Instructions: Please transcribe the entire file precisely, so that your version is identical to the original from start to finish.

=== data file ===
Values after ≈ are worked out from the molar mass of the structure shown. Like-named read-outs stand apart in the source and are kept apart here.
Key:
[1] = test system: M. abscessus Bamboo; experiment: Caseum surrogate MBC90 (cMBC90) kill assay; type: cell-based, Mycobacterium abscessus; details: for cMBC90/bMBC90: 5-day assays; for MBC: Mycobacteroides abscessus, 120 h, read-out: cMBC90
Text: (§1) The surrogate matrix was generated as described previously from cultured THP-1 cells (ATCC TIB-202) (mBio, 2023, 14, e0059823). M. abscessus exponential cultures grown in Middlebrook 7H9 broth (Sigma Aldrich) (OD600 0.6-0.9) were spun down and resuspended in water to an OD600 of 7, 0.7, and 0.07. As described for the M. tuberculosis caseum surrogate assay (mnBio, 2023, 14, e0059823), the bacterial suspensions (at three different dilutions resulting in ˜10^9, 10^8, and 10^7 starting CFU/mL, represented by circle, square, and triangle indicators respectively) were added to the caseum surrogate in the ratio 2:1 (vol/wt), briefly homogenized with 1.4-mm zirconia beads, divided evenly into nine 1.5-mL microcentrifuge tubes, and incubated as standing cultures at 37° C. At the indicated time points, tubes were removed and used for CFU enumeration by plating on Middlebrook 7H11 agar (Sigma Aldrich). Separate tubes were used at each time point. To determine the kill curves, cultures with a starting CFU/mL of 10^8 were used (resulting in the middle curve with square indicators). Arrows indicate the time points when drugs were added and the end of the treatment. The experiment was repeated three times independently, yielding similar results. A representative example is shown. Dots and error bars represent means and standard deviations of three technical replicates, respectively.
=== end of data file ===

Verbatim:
Values after ≈ are worked out from the molar mass of the structure shown. Like-named read-outs stand apart in the source and are kept apart here.
Key:
[1] = test system: M. abscessus Bamboo; experiment: Caseum surrogate MBC90 (cMBC90) kill assay; type: cell-based, Mycobacterium abscessus; details: for cMBC90/bMBC90: 5-day assays; for MBC: Mycobacteroides abscessus, 120 h, read-out: cMBC90
Text: (§1) The surrogate matrix was generated as described previously from cultured THP-1 cells (ATCC TIB-202) (mBio, 2023, 14, e0059823). M. abscessus exponential cultures grown in Middlebrook 7H9 broth (Sigma Aldrich) (OD600 0.6-0.9) were spun down and resuspended in water to an OD600 of 7, 0.7, and 0.07. As described for the M. tuberculosis caseum surrogate assay (mnBio, 2023, 14, e0059823), the bacterial suspensions (at three different dilutions resulting in ˜10^9, 10^8, and 10^7 starting CFU/mL, represented by circle, square, and triangle indicators respectively) were added to the caseum surrogate in the ratio 2:1 (vol/wt), briefly homogenized with 1.4-mm zirconia beads, divided evenly into nine 1.5-mL microcentrifuge tubes, and incubated as standing cultures at 37° C. At the indicated time points, tubes were removed and used for CFU enumeration by plating on Middlebrook 7H11 agar (Sigma Aldrich). Separate tubes were used at each time point. To determine the kill curves, cultures with a starting CFU/mL of 10^8 were used (resulting in the middle curve with square indicators). Arrows indicate the time points when drugs were added and the end of the treatment. The experiment was repeated three times independently, yielding similar results. A representative example is shown. Dots and error bars represent means and standard deviations of three technical replicates, respectively.